Re: Plaster repair in non-visual locations
Prep the broken edges and exposed lath with bonding agent, and fill the voids with basecoat plaster like structolite.
Patching plaster from the big box store is pure gypsum (plaster of paris) and has a host of shortcomings that recommend against it. Brittle; won't bond to old plaster; no working time. The original white coat plaster in old houses is primarily lime with a small portion of PoP added as a hardener. That's why lime plaster has a longer working open time and bonds to the basecoat.
The best thing for a homeowner to fix small cracks with is Durabond 45, a setting-type drywall compound that is mixed from a powder; it sets and dries faster than ordinary mud, but the "45" means it has at least 45 minutes of open time at normal temperatures. It has additives (a glue) which help it bond better to all substrates, is moisture-resistant when cured, (great around showers and tubs). It cures very hard and is not sandable, but it can be scra=ped off to level as needed, and top-coated with the sandable type (Easysand ) or ordinary green-lid wallboard compound for a durable repair. If you want to go deluxe, use bonding agent and fiberglass mesh tape on the cracks and the results are even longer-lasting, unless the cracks are still moving.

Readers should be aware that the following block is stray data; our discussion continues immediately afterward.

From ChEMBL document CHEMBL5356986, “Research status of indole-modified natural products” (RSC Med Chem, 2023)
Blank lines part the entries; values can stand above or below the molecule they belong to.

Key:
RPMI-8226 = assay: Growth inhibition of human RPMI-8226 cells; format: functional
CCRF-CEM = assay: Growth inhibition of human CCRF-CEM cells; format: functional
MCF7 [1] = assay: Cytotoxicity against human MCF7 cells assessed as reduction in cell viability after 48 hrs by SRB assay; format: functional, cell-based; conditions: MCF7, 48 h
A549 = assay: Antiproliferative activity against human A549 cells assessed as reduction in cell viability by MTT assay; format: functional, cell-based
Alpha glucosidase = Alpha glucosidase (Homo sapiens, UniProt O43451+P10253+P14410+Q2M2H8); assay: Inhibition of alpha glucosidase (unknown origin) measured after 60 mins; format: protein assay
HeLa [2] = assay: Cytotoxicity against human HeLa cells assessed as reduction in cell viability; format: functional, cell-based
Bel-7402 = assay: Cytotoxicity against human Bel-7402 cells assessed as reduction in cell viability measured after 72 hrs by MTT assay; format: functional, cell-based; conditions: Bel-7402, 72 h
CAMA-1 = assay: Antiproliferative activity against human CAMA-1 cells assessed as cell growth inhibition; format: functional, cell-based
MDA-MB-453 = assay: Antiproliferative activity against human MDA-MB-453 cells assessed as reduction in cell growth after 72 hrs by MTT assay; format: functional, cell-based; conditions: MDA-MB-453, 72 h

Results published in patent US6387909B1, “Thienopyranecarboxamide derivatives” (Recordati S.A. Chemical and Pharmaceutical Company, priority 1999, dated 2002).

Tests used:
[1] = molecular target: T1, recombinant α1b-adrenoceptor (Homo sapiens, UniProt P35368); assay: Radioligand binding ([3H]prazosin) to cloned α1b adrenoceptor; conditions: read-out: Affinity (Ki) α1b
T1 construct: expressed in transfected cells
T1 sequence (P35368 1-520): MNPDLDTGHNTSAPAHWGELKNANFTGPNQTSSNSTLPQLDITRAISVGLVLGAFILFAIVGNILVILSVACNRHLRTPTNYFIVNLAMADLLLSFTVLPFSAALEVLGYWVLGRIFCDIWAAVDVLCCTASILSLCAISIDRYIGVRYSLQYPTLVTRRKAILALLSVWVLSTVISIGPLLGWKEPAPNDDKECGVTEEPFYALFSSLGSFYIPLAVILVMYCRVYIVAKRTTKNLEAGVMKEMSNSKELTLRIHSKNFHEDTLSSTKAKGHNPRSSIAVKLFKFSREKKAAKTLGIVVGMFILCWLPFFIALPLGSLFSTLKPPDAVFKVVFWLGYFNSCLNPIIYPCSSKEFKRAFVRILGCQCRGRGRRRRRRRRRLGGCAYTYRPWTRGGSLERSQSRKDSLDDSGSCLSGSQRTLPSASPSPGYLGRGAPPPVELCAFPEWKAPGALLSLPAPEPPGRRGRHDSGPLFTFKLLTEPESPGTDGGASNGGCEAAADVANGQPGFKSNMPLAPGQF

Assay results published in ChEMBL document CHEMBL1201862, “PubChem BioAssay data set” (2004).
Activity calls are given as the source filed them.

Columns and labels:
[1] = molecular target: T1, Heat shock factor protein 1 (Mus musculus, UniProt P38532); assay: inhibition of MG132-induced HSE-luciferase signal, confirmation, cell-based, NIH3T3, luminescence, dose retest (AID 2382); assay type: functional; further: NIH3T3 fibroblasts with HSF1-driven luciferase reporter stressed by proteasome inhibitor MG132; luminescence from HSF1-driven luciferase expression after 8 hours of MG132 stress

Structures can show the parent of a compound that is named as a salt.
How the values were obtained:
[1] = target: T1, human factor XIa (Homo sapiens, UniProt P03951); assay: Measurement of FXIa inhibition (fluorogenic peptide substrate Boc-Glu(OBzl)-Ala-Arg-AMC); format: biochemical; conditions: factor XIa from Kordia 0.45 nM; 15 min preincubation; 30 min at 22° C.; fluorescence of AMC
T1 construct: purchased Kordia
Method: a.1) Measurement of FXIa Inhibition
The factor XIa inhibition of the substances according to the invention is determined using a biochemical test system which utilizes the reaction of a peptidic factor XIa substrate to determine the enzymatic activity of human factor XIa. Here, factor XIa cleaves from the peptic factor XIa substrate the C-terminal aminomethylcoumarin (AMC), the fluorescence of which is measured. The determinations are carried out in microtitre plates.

Remove not the ancient landmark, which your fathers have set.